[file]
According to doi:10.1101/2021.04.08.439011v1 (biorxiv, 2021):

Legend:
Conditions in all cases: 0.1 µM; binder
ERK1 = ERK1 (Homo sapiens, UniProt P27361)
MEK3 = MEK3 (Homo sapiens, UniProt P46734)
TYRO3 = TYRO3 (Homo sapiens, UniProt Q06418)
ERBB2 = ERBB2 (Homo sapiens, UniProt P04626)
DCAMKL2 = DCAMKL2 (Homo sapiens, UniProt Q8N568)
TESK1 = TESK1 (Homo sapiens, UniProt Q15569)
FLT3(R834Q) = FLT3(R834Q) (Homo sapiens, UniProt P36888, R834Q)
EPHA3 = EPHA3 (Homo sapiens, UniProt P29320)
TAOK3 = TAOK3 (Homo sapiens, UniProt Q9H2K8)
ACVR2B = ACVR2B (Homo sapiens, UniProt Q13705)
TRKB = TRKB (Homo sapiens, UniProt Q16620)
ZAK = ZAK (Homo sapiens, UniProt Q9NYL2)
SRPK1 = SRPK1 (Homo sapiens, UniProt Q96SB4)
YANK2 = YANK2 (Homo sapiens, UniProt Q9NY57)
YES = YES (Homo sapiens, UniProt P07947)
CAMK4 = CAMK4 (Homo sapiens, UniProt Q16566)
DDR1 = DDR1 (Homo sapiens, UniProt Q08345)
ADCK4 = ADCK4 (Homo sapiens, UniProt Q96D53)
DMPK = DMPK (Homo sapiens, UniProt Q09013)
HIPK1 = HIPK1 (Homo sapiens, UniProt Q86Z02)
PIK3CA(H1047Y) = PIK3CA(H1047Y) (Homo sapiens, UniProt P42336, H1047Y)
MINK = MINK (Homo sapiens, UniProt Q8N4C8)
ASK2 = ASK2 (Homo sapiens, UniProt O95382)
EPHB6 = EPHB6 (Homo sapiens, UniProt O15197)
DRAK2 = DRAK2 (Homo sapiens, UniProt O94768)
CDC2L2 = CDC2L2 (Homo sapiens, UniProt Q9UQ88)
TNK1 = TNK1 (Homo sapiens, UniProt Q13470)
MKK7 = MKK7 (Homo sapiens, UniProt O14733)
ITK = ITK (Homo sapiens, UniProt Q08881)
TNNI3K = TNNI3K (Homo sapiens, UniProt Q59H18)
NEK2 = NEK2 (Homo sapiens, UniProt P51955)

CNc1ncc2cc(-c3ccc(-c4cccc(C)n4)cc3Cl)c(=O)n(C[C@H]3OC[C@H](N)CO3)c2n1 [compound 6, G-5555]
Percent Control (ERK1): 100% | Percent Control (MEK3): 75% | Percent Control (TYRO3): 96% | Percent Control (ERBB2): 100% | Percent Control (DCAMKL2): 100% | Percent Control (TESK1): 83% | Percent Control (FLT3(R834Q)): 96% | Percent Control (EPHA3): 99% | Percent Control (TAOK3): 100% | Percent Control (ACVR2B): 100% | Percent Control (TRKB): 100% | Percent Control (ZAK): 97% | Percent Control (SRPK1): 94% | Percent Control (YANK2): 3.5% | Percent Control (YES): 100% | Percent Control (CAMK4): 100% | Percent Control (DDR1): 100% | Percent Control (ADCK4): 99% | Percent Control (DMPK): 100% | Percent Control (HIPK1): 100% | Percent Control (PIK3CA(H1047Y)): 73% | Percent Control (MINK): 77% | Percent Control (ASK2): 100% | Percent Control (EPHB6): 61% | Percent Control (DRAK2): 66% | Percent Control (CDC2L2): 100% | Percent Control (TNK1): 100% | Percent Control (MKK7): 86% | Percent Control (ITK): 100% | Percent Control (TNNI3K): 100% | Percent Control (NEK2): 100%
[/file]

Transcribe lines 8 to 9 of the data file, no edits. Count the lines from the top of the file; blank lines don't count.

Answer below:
DCAMKL2 = DCAMKL2 (Homo sapiens, UniProt Q8N568)
TESK1 = TESK1 (Homo sapiens, UniProt Q15569)